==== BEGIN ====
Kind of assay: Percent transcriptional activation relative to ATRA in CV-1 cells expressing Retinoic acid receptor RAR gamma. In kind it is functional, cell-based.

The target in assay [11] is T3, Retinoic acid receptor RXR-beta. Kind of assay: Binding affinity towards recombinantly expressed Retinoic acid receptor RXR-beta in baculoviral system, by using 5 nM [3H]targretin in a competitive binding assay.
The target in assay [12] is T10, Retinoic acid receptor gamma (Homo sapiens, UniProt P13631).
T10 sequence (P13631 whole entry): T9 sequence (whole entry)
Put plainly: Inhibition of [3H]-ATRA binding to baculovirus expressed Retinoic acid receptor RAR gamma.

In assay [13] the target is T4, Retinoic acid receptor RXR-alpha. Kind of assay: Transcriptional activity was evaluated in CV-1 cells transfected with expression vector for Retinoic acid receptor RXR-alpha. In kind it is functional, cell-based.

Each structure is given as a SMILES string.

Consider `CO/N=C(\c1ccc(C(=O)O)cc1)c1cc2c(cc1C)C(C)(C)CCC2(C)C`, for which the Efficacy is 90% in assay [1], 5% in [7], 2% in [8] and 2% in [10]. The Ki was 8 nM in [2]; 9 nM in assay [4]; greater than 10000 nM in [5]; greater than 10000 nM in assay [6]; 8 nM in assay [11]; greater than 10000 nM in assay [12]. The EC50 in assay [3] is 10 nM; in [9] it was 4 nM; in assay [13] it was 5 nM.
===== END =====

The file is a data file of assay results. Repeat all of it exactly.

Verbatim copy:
Kind of assay: Percent transcriptional activation relative to ATRA in CV-1 cells expressing Retinoic acid receptor RAR gamma. In kind it is functional, cell-based.

The target in assay [11] is T3, Retinoic acid receptor RXR-beta. Kind of assay: Binding affinity towards recombinantly expressed Retinoic acid receptor RXR-beta in baculoviral system, by using 5 nM [3H]targretin in a competitive binding assay.
The target in assay [12] is T10, Retinoic acid receptor gamma (Homo sapiens, UniProt P13631).
T10 sequence (P13631 whole entry): T9 sequence (whole entry)
Put plainly: Inhibition of [3H]-ATRA binding to baculovirus expressed Retinoic acid receptor RAR gamma.

In assay [13] the target is T4, Retinoic acid receptor RXR-alpha. Kind of assay: Transcriptional activity was evaluated in CV-1 cells transfected with expression vector for Retinoic acid receptor RXR-alpha. In kind it is functional, cell-based.

Each structure is given as a SMILES string.

Consider `CO/N=C(\c1ccc(C(=O)O)cc1)c1cc2c(cc1C)C(C)(C)CCC2(C)C`, for which the Efficacy is 90% in assay [1], 5% in [7], 2% in [8] and 2% in [10]. The Ki was 8 nM in [2]; 9 nM in assay [4]; greater than 10000 nM in [5]; greater than 10000 nM in assay [6]; 8 nM in assay [11]; greater than 10000 nM in assay [12]. The EC50 in assay [3] is 10 nM; in [9] it was 4 nM; in assay [13] it was 5 nM.